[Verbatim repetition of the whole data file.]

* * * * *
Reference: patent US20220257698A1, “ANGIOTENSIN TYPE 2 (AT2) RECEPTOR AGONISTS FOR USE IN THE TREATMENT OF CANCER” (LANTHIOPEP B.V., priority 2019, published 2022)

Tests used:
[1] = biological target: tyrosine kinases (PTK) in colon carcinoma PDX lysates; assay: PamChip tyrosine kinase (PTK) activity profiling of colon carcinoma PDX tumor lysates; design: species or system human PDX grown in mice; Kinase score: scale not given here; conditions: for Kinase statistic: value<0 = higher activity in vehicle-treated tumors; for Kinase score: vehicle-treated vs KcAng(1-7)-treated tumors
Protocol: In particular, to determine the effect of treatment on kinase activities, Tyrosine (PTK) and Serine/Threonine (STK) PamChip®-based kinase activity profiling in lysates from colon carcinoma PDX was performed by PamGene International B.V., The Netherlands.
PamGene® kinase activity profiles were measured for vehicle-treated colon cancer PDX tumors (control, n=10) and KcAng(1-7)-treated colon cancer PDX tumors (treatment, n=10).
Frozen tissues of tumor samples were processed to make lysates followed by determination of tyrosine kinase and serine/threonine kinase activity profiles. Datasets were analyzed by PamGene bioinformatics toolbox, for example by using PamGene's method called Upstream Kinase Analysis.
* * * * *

Reference: patent US20220257698A1, “ANGIOTENSIN TYPE 2 (AT2) RECEPTOR AGONISTS FOR USE IN THE TREATMENT OF CANCER” (LANTHIOPEP B.V., priority 2019, published 2022)

Tests used:
[1] = biological target: tyrosine kinases (PTK) in colon carcinoma PDX lysates; assay: PamChip tyrosine kinase (PTK) activity profiling of colon carcinoma PDX tumor lysates; design: species or system human PDX grown in mice; Kinase score: scale not given here; conditions: for Kinase statistic: value<0 = higher activity in vehicle-treated tumors; for Kinase score: vehicle-treated vs KcAng(1-7)-treated tumors
Protocol: In particular, to determine the effect of treatment on kinase activities, Tyrosine (PTK) and Serine/Threonine (STK) PamChip®-based kinase activity profiling in lysates from colon carcinoma PDX was performed by PamGene International B.V., The Netherlands.
PamGene® kinase activity profiles were measured for vehicle-treated colon cancer PDX tumors (control, n=10) and KcAng(1-7)-treated colon cancer PDX tumors (treatment, n=10).
Frozen tissues of tumor samples were processed to make lysates followed by determination of tyrosine kinase and serine/threonine kinase activity profiles. Datasets were analyzed by PamGene bioinformatics toolbox, for example by using PamGene's method called Upstream Kinase Analysis.